• (S-step) Simulate a realization of the random parameters under the conditional distribution given the observations for a current parameter denoted .

  • (SA-step) Update according to

    where is a sequence of positive step-sizes s.t. and .

  • (M-step) Update the parameter estimate by maximizing

In our case, an exact sampling under in the S-step is not feasible. In such intractable cases, MCMC algorithms such as Metropolis-Hastings algorithm can be used (Kuhn2004 ).

b) Computation of the S-step by combining the Metropoligs-Hastings algorithm with Kalman filtering techniques

In the sequel, we combine the S-step of the SAEM algorithm with a MCMC procedure.

For a given parameter value , a single iteration of the Metropolis-Hastings algorithm consists in:

  • Generate a candidate for a given proposal distribution

  • Take

    where

    (22)

To compute the rate of acceptation of the Metropolis-Hastings algorithm in (22), we need to calculate

Let , . In both models (17) and (18), the conditional densities are Gaussian densities. In model (17) involving prevalence data, their means and variances can be exactly computed with Kalman filtering techniques (see (Narci2020 )). In model (18), the Kalman filter can not be used in its standard form. We therefore develop an alternative filtering algorithm.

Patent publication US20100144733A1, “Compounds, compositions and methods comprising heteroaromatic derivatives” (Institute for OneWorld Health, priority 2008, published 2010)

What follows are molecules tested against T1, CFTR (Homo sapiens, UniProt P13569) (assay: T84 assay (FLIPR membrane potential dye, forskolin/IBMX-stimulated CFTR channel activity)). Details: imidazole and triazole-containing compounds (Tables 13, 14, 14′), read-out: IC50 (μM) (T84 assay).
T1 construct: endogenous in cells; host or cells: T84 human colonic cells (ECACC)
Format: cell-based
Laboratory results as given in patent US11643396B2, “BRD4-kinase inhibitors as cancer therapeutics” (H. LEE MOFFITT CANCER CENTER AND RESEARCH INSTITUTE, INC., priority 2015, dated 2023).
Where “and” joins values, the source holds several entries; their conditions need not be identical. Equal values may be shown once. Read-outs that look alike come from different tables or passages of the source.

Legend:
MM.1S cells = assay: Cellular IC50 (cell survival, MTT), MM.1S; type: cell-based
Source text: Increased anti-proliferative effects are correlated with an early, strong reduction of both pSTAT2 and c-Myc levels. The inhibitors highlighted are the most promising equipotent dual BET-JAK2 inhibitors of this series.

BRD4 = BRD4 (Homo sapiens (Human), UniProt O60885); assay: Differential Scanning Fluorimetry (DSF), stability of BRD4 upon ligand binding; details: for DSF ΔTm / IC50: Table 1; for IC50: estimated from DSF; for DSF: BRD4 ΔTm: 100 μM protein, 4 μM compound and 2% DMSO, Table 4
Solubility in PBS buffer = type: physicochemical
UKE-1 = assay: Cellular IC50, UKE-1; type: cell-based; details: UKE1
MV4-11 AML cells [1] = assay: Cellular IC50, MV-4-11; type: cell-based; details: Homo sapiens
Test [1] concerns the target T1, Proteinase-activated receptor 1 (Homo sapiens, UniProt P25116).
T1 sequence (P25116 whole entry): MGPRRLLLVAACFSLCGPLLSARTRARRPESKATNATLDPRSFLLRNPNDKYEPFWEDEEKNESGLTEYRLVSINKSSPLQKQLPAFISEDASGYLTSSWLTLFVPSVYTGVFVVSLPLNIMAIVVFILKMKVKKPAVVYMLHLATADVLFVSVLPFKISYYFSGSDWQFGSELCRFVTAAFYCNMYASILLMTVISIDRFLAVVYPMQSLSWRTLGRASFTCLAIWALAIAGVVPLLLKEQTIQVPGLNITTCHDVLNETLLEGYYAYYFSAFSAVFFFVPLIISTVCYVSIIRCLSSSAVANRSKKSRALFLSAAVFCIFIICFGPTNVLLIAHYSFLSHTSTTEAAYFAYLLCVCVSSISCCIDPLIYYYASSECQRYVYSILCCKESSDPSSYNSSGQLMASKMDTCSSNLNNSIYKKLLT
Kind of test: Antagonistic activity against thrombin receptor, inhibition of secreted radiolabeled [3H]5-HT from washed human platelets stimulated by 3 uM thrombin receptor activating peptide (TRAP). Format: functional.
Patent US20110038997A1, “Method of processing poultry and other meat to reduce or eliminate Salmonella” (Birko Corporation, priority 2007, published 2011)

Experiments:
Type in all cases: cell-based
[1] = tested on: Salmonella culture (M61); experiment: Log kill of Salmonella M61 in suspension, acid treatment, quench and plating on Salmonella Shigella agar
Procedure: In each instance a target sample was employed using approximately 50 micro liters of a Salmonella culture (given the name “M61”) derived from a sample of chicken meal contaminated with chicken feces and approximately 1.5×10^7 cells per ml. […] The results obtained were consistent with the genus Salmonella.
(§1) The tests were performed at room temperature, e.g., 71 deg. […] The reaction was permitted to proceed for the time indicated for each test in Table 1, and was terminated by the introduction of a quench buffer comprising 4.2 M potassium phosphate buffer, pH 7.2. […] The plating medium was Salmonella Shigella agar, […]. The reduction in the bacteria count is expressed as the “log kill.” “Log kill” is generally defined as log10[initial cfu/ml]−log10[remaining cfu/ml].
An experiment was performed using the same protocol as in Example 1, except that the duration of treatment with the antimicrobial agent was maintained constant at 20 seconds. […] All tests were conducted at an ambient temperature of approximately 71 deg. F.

From now on, we omit the dependence in and for sake of simplicity.

Prevalence data

Let us consider model (11) and recall the successive steps of the filtering developed in (Narci2020 ). Assume that and set . Then, the Kalman filter consists in recursively computing for :

  • Prediction:

  • Updating:

  • Marginal:

Incidence data

Let us consider model (16). Assume that and . Let and . Then, at iterations , the filtering steps are:

  • Prediction:

  • Updating:

  • Marginal:

The equations are deduced in Appendix B, the difficult point lying in the prediction step, i.e. the derivation of the conditional distribution .

3.2 Convergence of the SAEM-MCMC algorithm

Generic assumptions guaranteeing the convergence of the SAEM-MCMC algorithm were stated in (Kuhn2004 ). These assumptions mainly concern the regularity of the model (see assumptions (M1-M5)) and the properties of the MCMC procedure used in step S (SAEM3’). Under these assumptions, and providing that the step sizes are such that and , then the sequence obtained through the iterations of the SAEM-MCMC algorithm converges almost surely toward a stationary point of the observed likelihood.